Oregon company withdraws challenge to interstate marijuana trade ban

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An Oregon cannabis company withdrew its federal lawsuit challenging a state ban on interstate marijuana commerce, court records show.

Jefferson Packing House, a state-licensed cannabis distributor, sued Oregon officials in U.S. District Court in November 2022, alleging that a state law prohibiting marijuana companies from shipping across state lines was unconstitutional.

The argument hinged on an interpretation of the U.S. Constitution’s dormant commerce clause, which generally prohibits states from passing laws that favor businesses based in that state.

Though several states, including Oregon, have passed laws that would allow licensed producers to start supplying other markets with marijuana should federal law change, the state contested the suit.

And there were hints that the Oregon case would not succeed.

A judge in Washington state recently ruled in an unrelated case that the dormant commerce clause protections do not apply to marijuana because it is federally illegal.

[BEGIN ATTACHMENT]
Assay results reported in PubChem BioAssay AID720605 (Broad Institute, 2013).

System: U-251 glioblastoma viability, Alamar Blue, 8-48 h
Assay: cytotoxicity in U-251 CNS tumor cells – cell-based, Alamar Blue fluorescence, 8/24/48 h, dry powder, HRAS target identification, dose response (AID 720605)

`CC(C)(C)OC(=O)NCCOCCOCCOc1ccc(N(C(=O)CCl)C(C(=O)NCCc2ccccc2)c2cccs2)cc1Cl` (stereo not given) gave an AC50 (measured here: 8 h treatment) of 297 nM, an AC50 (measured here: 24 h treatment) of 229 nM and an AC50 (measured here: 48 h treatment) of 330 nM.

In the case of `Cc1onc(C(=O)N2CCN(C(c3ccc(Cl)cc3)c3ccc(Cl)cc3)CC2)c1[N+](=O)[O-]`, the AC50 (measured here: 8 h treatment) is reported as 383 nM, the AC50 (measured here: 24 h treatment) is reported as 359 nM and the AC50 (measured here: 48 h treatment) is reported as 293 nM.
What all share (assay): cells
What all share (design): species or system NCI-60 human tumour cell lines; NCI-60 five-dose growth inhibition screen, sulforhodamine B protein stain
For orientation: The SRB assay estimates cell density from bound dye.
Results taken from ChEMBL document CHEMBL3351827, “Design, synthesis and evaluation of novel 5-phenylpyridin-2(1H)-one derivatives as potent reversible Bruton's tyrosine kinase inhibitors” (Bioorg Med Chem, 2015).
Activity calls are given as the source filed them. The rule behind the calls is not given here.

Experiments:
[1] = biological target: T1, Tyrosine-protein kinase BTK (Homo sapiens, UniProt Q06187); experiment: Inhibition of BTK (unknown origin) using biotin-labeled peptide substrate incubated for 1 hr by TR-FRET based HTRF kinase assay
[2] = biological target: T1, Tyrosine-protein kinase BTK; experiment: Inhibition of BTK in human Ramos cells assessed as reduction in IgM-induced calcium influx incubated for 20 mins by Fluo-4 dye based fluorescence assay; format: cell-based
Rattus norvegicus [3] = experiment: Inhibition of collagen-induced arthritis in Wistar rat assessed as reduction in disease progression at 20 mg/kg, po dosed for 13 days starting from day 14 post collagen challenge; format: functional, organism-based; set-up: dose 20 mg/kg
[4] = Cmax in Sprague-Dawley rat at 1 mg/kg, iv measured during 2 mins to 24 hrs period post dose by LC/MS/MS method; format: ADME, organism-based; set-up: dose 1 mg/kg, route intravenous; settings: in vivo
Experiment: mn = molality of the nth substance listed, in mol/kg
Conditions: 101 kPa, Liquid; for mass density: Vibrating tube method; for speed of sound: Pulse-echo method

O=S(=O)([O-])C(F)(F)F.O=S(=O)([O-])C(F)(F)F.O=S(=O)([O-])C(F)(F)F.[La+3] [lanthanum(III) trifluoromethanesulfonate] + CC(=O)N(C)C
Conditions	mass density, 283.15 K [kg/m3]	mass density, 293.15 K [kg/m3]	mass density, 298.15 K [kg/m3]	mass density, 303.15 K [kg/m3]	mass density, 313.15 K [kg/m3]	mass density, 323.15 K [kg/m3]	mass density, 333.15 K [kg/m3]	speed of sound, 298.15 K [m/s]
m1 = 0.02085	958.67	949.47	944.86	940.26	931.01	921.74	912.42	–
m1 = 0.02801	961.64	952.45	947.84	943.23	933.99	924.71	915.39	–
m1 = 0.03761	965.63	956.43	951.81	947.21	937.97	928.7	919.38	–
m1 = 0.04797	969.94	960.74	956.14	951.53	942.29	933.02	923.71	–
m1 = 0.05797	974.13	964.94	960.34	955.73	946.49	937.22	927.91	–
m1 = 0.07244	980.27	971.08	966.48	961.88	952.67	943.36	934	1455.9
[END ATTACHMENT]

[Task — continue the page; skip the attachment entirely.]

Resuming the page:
Arguments on a state motion to dismiss the Jefferson Packing House suit were due to be heard Jan. 25.

But the day before, Andrew DeWeese, the plaintiff’s Portland, Oregon-based attorney, told the court in a filing that the suit was being voluntarily withdrawn.

DeWeese did offer a reason in the filing and did not immediately respond to an MJBizDaily request for comment.

“State prohibition on interstate commerce in cannabis remains unconstitutional,” DeWeese told Marijuana Moment.

“Today’s procedural move does not change any of that. Big things are coming on this front very soon.”

Though he seemed to hint that the Biden administration’s ongoing efforts to reschedule marijuana from Schedule 1 to Schedule 3 of the Controlled Substances Act might impact the interstate commerce question, DeWeese did not clarify further.

The challenge was one of several to individual states’ bans on state-legal marijuana crossing state lines.

Legal  scholars have argued that such bans may not be constitutional.